What do you think?
Me (on the right) and the D heading out incognito into the night. Neither of us can take too much of the humdrum reality: there comes a time when you just have to E S C A P E.
The main thrust of contemporary high street perfumery is vulgarity. A pushed up cleavage; cling-wrapped derrière; the rubber-lipped Kim Karshadian of a ‘celebrity’ magazine culture that is peached up, pouted and packaged in a fruity, pink, vanilla’d explicitness; a fruitchouli ‘sensuality’ (you will never know how much I hate Coco Mademoiselle); or else virginalized, and rigidly chastity-belted, as the pure-as-the-driven-snow ‘roses’ that are often, in their holier-than-thou, quite angrily overt ‘get your hand out of my pants’ passive-aggression, strangely, somehow, even more crass.
Despite this rather rum state of affairs out there in the world of popular perfumery, there is definitely, nevertheless, still a market for more nuanced and intelligent scents that don’t place themselves as definitively at whichever position they have chosen on the culturally prescribed sexometer, that go for a more subtle, distanced approach, melding sensuality, and the mysterious promise of what may be, with fragranced veils…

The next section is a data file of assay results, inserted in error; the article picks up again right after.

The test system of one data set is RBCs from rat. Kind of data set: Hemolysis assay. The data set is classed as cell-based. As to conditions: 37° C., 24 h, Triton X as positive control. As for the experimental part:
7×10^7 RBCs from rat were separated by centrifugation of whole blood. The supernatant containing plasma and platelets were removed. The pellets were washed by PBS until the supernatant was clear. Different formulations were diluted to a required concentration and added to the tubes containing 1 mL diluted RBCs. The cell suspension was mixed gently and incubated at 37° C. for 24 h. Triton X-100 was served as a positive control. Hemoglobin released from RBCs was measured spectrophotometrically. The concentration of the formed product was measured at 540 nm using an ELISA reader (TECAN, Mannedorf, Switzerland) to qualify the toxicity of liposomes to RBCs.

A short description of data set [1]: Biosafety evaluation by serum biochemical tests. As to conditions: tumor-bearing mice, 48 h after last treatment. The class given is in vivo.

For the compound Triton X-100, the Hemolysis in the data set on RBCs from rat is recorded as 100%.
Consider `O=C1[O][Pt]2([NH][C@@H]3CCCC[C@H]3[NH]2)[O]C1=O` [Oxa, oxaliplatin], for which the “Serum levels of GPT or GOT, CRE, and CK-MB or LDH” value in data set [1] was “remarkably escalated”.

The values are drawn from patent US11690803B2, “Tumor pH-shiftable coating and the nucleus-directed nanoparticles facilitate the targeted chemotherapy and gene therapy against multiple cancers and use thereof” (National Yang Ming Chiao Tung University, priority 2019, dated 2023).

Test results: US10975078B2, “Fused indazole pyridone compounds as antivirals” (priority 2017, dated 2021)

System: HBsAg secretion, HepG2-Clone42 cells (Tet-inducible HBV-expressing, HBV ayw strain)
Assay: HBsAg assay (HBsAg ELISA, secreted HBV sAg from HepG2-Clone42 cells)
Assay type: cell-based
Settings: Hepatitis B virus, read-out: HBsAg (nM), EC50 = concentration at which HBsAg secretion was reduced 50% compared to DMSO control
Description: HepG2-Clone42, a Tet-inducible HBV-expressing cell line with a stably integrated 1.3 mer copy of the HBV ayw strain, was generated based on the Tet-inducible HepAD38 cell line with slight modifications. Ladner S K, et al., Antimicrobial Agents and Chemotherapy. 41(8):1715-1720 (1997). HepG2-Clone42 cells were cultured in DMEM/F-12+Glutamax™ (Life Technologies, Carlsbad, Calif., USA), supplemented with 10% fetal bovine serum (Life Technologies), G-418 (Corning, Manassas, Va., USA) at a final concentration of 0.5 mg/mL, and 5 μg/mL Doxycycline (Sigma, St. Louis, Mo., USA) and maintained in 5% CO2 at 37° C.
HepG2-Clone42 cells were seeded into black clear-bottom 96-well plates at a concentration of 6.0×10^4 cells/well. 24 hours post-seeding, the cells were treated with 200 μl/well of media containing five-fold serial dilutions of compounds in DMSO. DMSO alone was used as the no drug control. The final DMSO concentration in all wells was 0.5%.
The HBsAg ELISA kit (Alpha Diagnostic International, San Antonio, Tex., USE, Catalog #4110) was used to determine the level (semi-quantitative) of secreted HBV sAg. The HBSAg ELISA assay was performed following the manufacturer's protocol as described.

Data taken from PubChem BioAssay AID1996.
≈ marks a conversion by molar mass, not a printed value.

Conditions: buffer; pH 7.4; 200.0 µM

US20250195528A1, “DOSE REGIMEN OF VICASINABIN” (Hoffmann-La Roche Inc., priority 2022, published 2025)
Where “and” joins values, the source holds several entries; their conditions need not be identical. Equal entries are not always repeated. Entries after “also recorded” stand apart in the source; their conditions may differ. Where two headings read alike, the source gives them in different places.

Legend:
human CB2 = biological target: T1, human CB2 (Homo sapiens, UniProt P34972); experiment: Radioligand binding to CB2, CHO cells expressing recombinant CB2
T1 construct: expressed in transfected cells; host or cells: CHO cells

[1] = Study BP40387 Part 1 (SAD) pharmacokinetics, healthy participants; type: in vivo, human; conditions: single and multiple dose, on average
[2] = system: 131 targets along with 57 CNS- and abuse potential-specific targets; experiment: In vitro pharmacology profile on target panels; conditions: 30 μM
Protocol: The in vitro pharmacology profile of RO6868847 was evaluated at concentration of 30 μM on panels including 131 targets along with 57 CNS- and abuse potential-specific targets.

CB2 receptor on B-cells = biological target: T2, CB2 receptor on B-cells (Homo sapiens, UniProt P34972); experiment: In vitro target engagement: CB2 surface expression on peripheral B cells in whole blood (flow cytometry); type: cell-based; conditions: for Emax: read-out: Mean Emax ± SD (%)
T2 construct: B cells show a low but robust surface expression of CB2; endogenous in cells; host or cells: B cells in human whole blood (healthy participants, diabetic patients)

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THE NEW SUMMER FLOWERS: A LA ROSE by MAISON KURKDJIAN (20I4) + L’ISLE AU THE by ANNICK GOUTAL (20I5)
I am a big wearer of flowers, always on the lookout for new varieties of beguiling fresh florals, particularly come the summer months, when the jasmines, tuberoses, frangipanis and gardenias come into play, though I can be equally content with some blue-freshing hyacinths, carnations, or the right kind of rose. In recent commercial fragrance however, roses have been maniacally overdone in the most prissy, prudish and synthetic manner imaginable and I have come to almost hate the note: that sewn-up, more hygienic-than-thou aspect as you pass them on the street, a note of irritation; woman as factory-machined item – bottled and pink, choreographed with a cream, plastic bow.